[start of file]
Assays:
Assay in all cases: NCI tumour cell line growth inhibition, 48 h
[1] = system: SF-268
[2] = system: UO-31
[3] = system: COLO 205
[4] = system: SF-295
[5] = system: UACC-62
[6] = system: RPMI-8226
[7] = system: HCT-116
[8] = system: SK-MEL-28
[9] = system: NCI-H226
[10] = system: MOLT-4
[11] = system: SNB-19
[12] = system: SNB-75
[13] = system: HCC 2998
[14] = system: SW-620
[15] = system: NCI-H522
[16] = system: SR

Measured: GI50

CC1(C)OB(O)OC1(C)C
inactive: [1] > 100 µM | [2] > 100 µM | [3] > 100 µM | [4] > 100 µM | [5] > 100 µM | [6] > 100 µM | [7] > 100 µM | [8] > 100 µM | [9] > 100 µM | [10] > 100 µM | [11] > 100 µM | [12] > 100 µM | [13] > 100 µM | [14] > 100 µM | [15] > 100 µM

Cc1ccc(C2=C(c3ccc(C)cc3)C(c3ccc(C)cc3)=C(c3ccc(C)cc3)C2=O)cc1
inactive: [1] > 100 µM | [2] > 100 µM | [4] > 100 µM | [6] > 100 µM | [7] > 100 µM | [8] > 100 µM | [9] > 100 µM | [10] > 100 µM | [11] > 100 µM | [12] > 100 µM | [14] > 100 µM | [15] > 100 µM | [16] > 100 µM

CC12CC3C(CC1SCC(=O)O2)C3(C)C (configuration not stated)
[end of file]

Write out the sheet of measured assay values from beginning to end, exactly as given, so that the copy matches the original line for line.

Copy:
Assays:
Assay in all cases: NCI tumour cell line growth inhibition, 48 h
[1] = system: SF-268
[2] = system: UO-31
[3] = system: COLO 205
[4] = system: SF-295
[5] = system: UACC-62
[6] = system: RPMI-8226
[7] = system: HCT-116
[8] = system: SK-MEL-28
[9] = system: NCI-H226
[10] = system: MOLT-4
[11] = system: SNB-19
[12] = system: SNB-75
[13] = system: HCC 2998
[14] = system: SW-620
[15] = system: NCI-H522
[16] = system: SR

Measured: GI50

CC1(C)OB(O)OC1(C)C
inactive: [1] > 100 µM | [2] > 100 µM | [3] > 100 µM | [4] > 100 µM | [5] > 100 µM | [6] > 100 µM | [7] > 100 µM | [8] > 100 µM | [9] > 100 µM | [10] > 100 µM | [11] > 100 µM | [12] > 100 µM | [13] > 100 µM | [14] > 100 µM | [15] > 100 µM

Cc1ccc(C2=C(c3ccc(C)cc3)C(c3ccc(C)cc3)=C(c3ccc(C)cc3)C2=O)cc1
inactive: [1] > 100 µM | [2] > 100 µM | [4] > 100 µM | [6] > 100 µM | [7] > 100 µM | [8] > 100 µM | [9] > 100 µM | [10] > 100 µM | [11] > 100 µM | [12] > 100 µM | [14] > 100 µM | [15] > 100 µM | [16] > 100 µM

CC12CC3C(CC1SCC(=O)O2)C3(C)C (configuration not stated)